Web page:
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There has been an exponential increase in demand for digital services across Southeast Asia (SEA), with the COVID-19 pandemic changing the way we live, work and shop. Rolling lockdowns, movement controls and safe distancing measures have demanded that consumers across the region conduct — and pay for — their shopping, healthcare, education and entertainment remotely and digitally.

While we might have expected this to be a painful process, an unintended consequence of country-wide efforts across SEA to modernize payment infrastructures has truly paid off.

The infrastructure already existed for payments to migrate to digital en masse — and at a moment’s notice. This dramatic shift has been a continuation of a developing trend in payment habits in SEA — albeit now happening at an accelerated pace.

For central infrastructure-led payments modernization strategies that are laying the foundation for the growth of real-time payments, this means that success might just be a case of sticking to the plan.

That’s not to say that financial institutions and other businesses have escaped the consequences of COVID-19. Reduced economic activity has harmed many business sectors, particularly hospitality and tourism. It will ultimately manifest itself in strained budgets for all businesses — financial institutions included.

But even in a challenging economic climate, Southeast Asian organizations can ill-afford to put their modernization projects on hold. The direction of travel is clear, and there will be a stark difference between those that embrace modernization and real-time payments, and those that do not. ACI Worldwide’s 2021 Prime Time for Real-Time report shows that real-time transaction volumes and values have jumped significantly since the onset of the COVID-19 pandemic, particularly in Asia.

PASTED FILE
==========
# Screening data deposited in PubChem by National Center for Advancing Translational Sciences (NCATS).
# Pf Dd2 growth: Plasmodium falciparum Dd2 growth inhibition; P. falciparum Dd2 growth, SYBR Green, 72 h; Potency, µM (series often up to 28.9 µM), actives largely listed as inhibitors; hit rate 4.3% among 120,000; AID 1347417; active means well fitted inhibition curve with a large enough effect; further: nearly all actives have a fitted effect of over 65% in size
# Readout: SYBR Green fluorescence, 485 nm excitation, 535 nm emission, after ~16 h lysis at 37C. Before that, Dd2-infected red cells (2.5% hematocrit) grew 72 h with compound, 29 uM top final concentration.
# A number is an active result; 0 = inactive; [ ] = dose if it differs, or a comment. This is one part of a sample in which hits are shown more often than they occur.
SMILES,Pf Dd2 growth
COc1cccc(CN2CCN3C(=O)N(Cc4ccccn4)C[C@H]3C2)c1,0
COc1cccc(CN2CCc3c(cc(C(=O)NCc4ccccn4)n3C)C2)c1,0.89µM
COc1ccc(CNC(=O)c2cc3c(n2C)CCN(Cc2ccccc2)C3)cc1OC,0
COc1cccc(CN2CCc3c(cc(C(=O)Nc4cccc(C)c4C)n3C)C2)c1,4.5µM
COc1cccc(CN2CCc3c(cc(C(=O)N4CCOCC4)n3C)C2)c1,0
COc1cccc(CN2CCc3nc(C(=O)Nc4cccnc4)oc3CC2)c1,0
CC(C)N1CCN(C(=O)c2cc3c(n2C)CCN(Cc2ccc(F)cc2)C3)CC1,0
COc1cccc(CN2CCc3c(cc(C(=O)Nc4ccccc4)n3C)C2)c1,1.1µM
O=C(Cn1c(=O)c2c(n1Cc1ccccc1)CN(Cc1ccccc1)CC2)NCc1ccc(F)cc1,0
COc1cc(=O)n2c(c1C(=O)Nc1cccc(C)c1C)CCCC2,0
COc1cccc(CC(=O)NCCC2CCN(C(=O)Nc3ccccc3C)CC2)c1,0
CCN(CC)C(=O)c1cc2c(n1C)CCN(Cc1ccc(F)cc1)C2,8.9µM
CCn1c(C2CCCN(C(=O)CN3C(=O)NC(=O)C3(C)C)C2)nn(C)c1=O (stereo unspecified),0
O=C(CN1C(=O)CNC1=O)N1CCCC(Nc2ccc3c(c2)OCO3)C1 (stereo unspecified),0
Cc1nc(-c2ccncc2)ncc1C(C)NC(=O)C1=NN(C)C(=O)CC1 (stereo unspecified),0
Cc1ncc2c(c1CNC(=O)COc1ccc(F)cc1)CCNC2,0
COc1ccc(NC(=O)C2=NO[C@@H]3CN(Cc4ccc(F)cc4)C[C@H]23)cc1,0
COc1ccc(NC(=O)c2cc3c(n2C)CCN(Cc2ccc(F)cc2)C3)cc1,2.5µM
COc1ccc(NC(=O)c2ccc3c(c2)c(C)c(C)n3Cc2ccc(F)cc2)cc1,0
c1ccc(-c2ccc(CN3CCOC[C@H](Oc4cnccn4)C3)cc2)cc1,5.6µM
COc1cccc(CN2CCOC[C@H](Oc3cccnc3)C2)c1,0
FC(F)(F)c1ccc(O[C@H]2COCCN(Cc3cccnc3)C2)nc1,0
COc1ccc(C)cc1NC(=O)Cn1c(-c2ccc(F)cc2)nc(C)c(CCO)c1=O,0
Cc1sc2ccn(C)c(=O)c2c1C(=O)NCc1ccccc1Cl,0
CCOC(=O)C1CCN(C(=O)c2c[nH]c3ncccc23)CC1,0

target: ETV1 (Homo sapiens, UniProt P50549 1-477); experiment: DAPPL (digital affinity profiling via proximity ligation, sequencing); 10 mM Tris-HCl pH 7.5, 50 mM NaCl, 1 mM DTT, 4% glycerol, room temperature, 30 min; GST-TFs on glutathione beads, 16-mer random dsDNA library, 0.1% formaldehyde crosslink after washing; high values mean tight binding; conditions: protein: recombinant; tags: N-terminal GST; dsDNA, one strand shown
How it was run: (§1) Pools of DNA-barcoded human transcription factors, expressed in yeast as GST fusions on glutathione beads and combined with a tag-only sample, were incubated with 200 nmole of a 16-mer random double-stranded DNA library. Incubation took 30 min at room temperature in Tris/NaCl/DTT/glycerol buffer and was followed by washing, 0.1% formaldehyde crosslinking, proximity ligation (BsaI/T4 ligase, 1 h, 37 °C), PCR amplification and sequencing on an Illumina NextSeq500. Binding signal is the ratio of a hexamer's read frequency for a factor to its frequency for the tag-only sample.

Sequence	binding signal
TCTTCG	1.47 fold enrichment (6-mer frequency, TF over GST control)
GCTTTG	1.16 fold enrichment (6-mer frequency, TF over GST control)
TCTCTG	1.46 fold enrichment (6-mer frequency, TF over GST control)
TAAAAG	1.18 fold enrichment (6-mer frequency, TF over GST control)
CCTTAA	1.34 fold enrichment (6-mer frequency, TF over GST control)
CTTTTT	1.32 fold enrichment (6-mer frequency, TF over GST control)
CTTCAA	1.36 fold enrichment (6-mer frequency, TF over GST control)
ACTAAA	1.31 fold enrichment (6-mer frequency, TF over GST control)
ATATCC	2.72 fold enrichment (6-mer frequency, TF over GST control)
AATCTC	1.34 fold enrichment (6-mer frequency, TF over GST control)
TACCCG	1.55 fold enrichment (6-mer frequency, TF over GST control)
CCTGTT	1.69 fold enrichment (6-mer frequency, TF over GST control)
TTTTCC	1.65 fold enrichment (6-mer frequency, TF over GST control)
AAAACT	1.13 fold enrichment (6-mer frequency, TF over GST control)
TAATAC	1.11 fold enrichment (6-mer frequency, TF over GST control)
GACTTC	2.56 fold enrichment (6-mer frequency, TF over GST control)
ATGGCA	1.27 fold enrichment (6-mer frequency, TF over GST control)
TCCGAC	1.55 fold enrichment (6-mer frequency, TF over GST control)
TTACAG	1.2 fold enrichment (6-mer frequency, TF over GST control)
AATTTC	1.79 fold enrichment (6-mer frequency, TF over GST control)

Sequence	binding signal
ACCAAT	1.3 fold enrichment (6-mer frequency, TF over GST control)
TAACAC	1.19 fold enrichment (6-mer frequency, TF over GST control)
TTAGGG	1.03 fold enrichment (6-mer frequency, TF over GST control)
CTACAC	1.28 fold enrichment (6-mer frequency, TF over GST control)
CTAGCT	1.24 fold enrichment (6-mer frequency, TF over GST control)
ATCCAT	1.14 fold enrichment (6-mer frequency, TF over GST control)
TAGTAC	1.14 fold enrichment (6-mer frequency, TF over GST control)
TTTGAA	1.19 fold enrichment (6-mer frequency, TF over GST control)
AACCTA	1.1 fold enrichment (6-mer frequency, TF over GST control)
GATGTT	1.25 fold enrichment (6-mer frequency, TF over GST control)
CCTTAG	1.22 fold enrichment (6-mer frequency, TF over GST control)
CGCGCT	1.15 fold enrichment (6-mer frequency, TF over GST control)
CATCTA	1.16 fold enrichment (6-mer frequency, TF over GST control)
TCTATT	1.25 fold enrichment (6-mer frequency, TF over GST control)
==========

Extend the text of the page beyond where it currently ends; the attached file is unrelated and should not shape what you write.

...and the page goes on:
With this in mind, we wanted to gain a deeper understanding of consumers’ payment preferences in 2021 and beyond. In particular, we wanted to get a sense of how consumers in Southeast Asia view the rise of digital and real-time payments. Additionally, we wanted to take a look ahead at digital payments in a post-pandemic world. We wanted to get a sense of how they expect to pay for goods and services when leisure travel resumes, and explore the factors that would lead to consumers shopping cross-border more frequently.

Now, we have data that puts forward a strong, consumer-driven case for continued payments modernization in Singapore, Malaysia, Thailand and Indonesia — four key countries in the region.

This modernization is happening at pace — in recent days, Bank Negara (Malaysia) announced the completion of the first phase in linking the real-time retail payment systems of DuitNow in Malaysia and PromptPay in Thailand, enabling cross-border QR code payments. There is a vital need to continue the development of a cross-border, real-time payments ecosystem for the region — with the eventual vision that this will span the whole of Asia.

Find out more about consumer real-time payment preferences, and about how financial institutions and merchants in Southeast Asia can become real-time-ready, in the full report: Real-Time Goes Mainstream

Managing Director - Asia

Based in Singapore, Leslie is responsible for the management and direction of all aspects of the sales and services business across Asia. Leslie has over 20 years’ experience in financial services having led many transformation projects in multi-channel and payments. Leslie has held a number of senior roles with industry software leaders including BroadVision, BEA Weblogic and more recently S1 Corporation. He brings a diverse and extensive experience from the financial software industry and banking transformation space, including in corporate cash management, trade finance, retail banking and payments.